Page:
4- Fangoria: Fangoria is sort of the granddaddy of modern horror movie magazines (I know that Famous Monsters of Filmland was first) and is the first movie magazine I remember reading and wanting to get over and over again. I don’t remember the first issue I bought or what was in it, but I remember being super jazzed about the whole thing: movie reviews, movie news, and all sorts of gory pictures of movie monsters and how to make some of those movie monsters. There were also terrific posters (Scream Greats), like the one of Ahnold Schwarzenegger as the T-800 from Terminator 2: Judgement Day that was essentially the inside front cover and folded out. Even if I couldn’t afford to get it as a kid (or convince an adult to buy it for me) it was a magazine I liked to thumb through in the bookstore. It was always a must experience. The magazine changed over the years (posters eventually became a thing of the past), but it was still always cool to check out. When the magazine ceased publishing back in 2015 I was devastated. What would take Fangoria’s place as the premiere horror movie magazine? Would anything take its place? Fangoria eventually returned to the world under new owners in 2018, then switched owners again in 2020, and is still going strong as a quarterly magazine. Now, is Fangoria necessarily as fun as it used to be? Not really (the content of the magazine is still great, but it’s also $20 per issue. I mean, yes, you get awesome stuff every three months for that $20, but it’s still weird to pay that much money for a magazine). But is still exists and is still a force for good and hope in the horror movie world. That’s what’s ultimately great about it. Check out the magazine’s website here.

Image Credit: Marrs Media Inc.

3- Rue Morgue: I was initially reluctant to buy and read Rue Morgue because, while thumbing through it to see what it was all about, it seemed like the magazine was a weird knock-off of Fangoria that was trying too hard to be cool. I would see cool covers and whatnot but I just couldn’t convince myself to buy it (“Why read the knock off when you can still get the real horror movie magazine Fangoria?”). I eventually bought one, read it cover to cover, and immediately fell in love with it. And I fell in love with every aspect of the magazine, from its regular features (Bowen’s Basement was always a hoot, and the Coroner’s Report bit where they list a bunch of facts towards the beginning of the magazine is always a great read) to its interviews and reviews of old and new movies. I even liked the weird articles about sort of horror themed entertainment that was outside of movies and TV (I guess you could call it “horror culture”). And the annual Halloween issues, where you would get more pages and even better page layouts (the overall design of the magazine has always been fantastic, but the artists always brought an elevated game for the Halloween issue). When I started reading Rue Morgue it came out like ten months out of the year. It then changed to a bimonthly magazine. The magazine seemed to disappear during the pandemic but it seems like it’s back, at least at my local Barnes and Noble (I just bought issue #206 with a cover about “psychic children”). It seems like the paper used for the magazine has changed (it isn’t glossy anymore), which I’m okay with. All of the terrific features are still inside. Check out the magazine’s website here.

Image Credit: Shock Cinema

2- Shock Cinema: Shock Cinema is a movie magazine that I first bought at roughly the same time I bought a copy of Video Watchdog. It was a magazine much like VW where I saw it quite often at Barnes and Noble but never bought it. The cover looked weird and kind of cheap and the inside pages, while clean and easy to read, just didn’t jump out at me. But then I said “Why not?” and bought my first issue, issue #38 (it had Jim Kelly and Ed Lauter on the cover as they were both interviewed). I loved every page of it. Multiple interviews, reviews of movies that I had never heard of (movies from the 1960’s and 1970’s and 1980’s, TV movies, foreign movies, just all sorts of stuff). And it was all fantastic. Much like VW, I’ve learned something with each new issue, either from the interviews (they always feature interesting interviews with various character actors and whatnot, people you don’t see all that often get interviewed anywhere) or the reviews (the movie knowledge of the reviewers amazes me every single time). And the editor’s intro at the start of every issue, where magazine mastermind Steven Pulchaski talks about whatever is on his mind at the moment (politics, the world in general, life, movies) is always a must read. Always. Shock Cinema typically produces two issues every year, one in the spring and one in the fall, so be on the lookout for it (the latest issue has interviews with Diane Franklin and Joe Dante, among others). Check out the Shock Cinema website here.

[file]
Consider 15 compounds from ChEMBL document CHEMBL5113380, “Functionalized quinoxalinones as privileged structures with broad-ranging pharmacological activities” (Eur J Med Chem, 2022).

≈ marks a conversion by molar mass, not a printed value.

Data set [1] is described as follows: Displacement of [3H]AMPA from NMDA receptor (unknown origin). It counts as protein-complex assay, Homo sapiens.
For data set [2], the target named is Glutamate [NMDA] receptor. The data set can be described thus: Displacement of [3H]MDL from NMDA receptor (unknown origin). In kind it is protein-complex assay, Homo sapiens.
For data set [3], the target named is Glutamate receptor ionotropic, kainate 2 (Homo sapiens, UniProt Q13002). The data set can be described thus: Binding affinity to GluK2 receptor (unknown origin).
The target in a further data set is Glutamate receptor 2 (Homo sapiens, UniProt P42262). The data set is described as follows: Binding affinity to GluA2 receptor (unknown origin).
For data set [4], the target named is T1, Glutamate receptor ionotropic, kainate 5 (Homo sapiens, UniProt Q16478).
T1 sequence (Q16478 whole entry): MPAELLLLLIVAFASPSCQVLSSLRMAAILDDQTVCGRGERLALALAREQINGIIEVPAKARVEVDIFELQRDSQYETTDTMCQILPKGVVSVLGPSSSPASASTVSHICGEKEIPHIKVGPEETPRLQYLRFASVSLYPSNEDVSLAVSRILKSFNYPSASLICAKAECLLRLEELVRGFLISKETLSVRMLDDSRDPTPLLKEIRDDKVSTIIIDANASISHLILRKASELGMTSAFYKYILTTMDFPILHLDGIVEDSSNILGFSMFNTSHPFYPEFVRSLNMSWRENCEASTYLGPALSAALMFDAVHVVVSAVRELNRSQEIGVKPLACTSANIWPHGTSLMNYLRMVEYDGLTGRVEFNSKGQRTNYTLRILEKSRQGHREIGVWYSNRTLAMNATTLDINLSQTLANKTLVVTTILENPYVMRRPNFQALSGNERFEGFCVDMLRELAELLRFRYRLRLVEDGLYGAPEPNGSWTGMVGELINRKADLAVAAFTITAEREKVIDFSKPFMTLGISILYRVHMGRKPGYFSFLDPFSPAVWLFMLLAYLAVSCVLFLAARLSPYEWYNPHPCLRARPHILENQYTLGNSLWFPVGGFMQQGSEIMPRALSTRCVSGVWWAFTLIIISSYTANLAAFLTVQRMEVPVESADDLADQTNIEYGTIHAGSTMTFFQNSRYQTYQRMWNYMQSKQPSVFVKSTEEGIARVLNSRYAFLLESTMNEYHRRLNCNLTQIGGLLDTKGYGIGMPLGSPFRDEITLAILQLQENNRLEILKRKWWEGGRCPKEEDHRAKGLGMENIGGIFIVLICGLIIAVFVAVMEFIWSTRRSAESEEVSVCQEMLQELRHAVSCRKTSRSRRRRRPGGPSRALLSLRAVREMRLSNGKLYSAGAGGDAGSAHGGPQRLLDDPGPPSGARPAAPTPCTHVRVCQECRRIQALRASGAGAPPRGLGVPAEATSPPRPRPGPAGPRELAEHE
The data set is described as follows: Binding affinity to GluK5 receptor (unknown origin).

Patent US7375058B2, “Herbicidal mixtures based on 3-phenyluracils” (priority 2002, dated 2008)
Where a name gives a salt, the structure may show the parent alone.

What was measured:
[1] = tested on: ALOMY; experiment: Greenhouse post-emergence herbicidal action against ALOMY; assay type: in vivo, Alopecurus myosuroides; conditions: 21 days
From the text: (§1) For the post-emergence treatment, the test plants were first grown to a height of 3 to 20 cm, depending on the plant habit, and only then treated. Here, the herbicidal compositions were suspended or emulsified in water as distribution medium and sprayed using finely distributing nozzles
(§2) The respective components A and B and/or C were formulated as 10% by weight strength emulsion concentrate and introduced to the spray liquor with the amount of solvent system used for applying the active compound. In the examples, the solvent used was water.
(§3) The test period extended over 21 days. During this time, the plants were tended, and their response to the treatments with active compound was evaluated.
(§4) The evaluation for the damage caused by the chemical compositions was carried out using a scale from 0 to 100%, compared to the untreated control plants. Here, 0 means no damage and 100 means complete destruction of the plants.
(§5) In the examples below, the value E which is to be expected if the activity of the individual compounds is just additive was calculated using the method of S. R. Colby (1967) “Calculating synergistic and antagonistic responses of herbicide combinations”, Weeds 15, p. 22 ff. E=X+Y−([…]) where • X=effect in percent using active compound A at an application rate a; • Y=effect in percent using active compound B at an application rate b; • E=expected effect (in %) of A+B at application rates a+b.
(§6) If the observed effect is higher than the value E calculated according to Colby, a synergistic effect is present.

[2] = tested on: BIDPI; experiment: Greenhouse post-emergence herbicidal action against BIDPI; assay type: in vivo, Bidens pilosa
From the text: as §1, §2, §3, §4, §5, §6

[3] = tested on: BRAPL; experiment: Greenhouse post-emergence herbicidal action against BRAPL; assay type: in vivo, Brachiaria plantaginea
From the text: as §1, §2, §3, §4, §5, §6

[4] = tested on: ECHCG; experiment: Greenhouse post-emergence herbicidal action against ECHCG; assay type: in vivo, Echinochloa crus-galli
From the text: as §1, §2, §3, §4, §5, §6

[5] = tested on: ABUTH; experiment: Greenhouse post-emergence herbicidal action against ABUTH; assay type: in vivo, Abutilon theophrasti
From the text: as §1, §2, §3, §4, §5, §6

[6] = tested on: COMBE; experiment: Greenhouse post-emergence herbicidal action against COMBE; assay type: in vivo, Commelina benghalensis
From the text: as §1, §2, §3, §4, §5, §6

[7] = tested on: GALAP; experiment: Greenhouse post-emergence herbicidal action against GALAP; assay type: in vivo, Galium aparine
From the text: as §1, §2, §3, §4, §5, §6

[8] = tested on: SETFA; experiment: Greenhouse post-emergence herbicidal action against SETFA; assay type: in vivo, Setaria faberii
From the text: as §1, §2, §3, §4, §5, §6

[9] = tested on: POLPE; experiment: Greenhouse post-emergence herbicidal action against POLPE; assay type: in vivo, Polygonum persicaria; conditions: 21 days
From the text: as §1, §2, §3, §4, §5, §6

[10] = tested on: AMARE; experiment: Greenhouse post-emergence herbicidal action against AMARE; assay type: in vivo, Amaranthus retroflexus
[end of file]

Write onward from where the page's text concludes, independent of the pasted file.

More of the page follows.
Image Credit: PhanMedia

1- Phantom of the Movies Videoscope: Videoscope is another movie magazine that I started reading at some point in 2011. It was another sort of impulse buy. I was a little concerned by the lack of glossy pages inside (what sort of magazine is still newsprint in 2011?) but its focus on home video releases was super attractive. There were (and still are) plenty of websites that are all about telling you what’s new on DVD and Blu-ray and whatnot, but none of them are as in-depth as Videoscope, both in terms of reviewing what’s available and just telling you what’s available. And you get a real sense, from the big studio home video releases, to the boutique releases (Shout! Factory, Vinegar Syndrome, Severin Films, companies like that), to companies you’ve absolutely never heard of. A typical issue would also have multiple interviews, maybe a film festival report (lots of international film festival coverage here), regular features (indie genre icon Debbie Rochon is still involved with the magazine) and tons of reviews. Tons. And just about every genre of movie is covered. The magazine has everything. The magazine stopped publishing for about a year after its founder, Joe Kane (the Phantom of the Movies hisself), passed away in late 2020, but has recently returned under Nancy Naglin and is expected to be back on its “four issues a year” schedule. If you’re a fan of great writing about movies and want to find out what, exactly, is available to buy in the physical media world, The Phantom of the Movies Videoscope is the movie magazine you want to read. Check out the magazine’s website here.